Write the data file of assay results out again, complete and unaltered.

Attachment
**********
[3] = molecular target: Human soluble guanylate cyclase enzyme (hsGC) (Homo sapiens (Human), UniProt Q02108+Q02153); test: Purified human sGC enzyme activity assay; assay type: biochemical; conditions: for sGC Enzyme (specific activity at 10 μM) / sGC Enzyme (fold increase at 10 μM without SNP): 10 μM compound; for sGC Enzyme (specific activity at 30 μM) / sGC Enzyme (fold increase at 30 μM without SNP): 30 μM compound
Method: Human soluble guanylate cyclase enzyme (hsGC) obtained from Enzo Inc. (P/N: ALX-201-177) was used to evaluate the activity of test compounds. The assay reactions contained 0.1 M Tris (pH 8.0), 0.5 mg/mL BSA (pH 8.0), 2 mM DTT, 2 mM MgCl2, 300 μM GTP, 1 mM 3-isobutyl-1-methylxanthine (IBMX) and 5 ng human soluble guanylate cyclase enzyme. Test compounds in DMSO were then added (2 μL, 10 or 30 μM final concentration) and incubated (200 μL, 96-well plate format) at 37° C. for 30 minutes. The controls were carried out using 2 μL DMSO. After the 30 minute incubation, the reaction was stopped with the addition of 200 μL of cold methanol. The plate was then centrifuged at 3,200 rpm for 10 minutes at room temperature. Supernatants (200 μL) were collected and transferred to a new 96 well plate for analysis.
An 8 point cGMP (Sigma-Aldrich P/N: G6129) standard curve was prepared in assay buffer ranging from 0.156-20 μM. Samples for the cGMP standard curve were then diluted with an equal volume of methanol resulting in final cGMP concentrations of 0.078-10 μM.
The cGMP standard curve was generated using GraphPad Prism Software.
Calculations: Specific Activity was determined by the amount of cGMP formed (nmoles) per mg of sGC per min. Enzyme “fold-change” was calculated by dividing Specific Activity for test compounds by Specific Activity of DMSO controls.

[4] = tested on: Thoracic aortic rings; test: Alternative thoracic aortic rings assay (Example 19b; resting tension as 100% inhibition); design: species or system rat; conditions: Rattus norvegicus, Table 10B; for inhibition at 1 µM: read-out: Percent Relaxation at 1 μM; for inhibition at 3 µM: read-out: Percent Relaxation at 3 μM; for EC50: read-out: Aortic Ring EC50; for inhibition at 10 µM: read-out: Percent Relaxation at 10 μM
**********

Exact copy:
[3] = molecular target: Human soluble guanylate cyclase enzyme (hsGC) (Homo sapiens (Human), UniProt Q02108+Q02153); test: Purified human sGC enzyme activity assay; assay type: biochemical; conditions: for sGC Enzyme (specific activity at 10 μM) / sGC Enzyme (fold increase at 10 μM without SNP): 10 μM compound; for sGC Enzyme (specific activity at 30 μM) / sGC Enzyme (fold increase at 30 μM without SNP): 30 μM compound
Method: Human soluble guanylate cyclase enzyme (hsGC) obtained from Enzo Inc. (P/N: ALX-201-177) was used to evaluate the activity of test compounds. The assay reactions contained 0.1 M Tris (pH 8.0), 0.5 mg/mL BSA (pH 8.0), 2 mM DTT, 2 mM MgCl2, 300 μM GTP, 1 mM 3-isobutyl-1-methylxanthine (IBMX) and 5 ng human soluble guanylate cyclase enzyme. Test compounds in DMSO were then added (2 μL, 10 or 30 μM final concentration) and incubated (200 μL, 96-well plate format) at 37° C. for 30 minutes. The controls were carried out using 2 μL DMSO. After the 30 minute incubation, the reaction was stopped with the addition of 200 μL of cold methanol. The plate was then centrifuged at 3,200 rpm for 10 minutes at room temperature. Supernatants (200 μL) were collected and transferred to a new 96 well plate for analysis.
An 8 point cGMP (Sigma-Aldrich P/N: G6129) standard curve was prepared in assay buffer ranging from 0.156-20 μM. Samples for the cGMP standard curve were then diluted with an equal volume of methanol resulting in final cGMP concentrations of 0.078-10 μM.
The cGMP standard curve was generated using GraphPad Prism Software.
Calculations: Specific Activity was determined by the amount of cGMP formed (nmoles) per mg of sGC per min. Enzyme “fold-change” was calculated by dividing Specific Activity for test compounds by Specific Activity of DMSO controls.

[4] = tested on: Thoracic aortic rings; test: Alternative thoracic aortic rings assay (Example 19b; resting tension as 100% inhibition); design: species or system rat; conditions: Rattus norvegicus, Table 10B; for inhibition at 1 µM: read-out: Percent Relaxation at 1 μM; for inhibition at 3 µM: read-out: Percent Relaxation at 3 μM; for EC50: read-out: Aortic Ring EC50; for inhibition at 10 µM: read-out: Percent Relaxation at 10 μM